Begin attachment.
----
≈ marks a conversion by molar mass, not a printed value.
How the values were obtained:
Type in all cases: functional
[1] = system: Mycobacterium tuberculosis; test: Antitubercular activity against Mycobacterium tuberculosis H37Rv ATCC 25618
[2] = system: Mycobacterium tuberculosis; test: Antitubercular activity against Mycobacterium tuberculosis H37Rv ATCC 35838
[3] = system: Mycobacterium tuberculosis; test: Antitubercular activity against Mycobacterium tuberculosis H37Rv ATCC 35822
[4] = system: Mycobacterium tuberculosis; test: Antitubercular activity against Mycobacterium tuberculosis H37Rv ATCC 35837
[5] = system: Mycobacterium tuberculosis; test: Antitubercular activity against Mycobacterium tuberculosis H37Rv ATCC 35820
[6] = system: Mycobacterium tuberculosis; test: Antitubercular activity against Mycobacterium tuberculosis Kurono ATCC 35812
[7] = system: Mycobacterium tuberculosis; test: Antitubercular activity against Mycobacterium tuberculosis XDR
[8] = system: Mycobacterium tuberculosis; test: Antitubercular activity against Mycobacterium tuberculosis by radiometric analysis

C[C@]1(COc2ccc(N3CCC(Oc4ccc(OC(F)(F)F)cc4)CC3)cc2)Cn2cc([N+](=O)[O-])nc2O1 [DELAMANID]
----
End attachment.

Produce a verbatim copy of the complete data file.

≈ marks a conversion by molar mass, not a printed value.
How the values were obtained:
Type in all cases: functional
[1] = system: Mycobacterium tuberculosis; test: Antitubercular activity against Mycobacterium tuberculosis H37Rv ATCC 25618
[2] = system: Mycobacterium tuberculosis; test: Antitubercular activity against Mycobacterium tuberculosis H37Rv ATCC 35838
[3] = system: Mycobacterium tuberculosis; test: Antitubercular activity against Mycobacterium tuberculosis H37Rv ATCC 35822
[4] = system: Mycobacterium tuberculosis; test: Antitubercular activity against Mycobacterium tuberculosis H37Rv ATCC 35837
[5] = system: Mycobacterium tuberculosis; test: Antitubercular activity against Mycobacterium tuberculosis H37Rv ATCC 35820
[6] = system: Mycobacterium tuberculosis; test: Antitubercular activity against Mycobacterium tuberculosis Kurono ATCC 35812
[7] = system: Mycobacterium tuberculosis; test: Antitubercular activity against Mycobacterium tuberculosis XDR
[8] = system: Mycobacterium tuberculosis; test: Antitubercular activity against Mycobacterium tuberculosis by radiometric analysis

C[C@]1(COc2ccc(N3CCC(Oc4ccc(OC(F)(F)F)cc4)CC3)cc2)Cn2cc([N+](=O)[O-])nc2O1 [DELAMANID]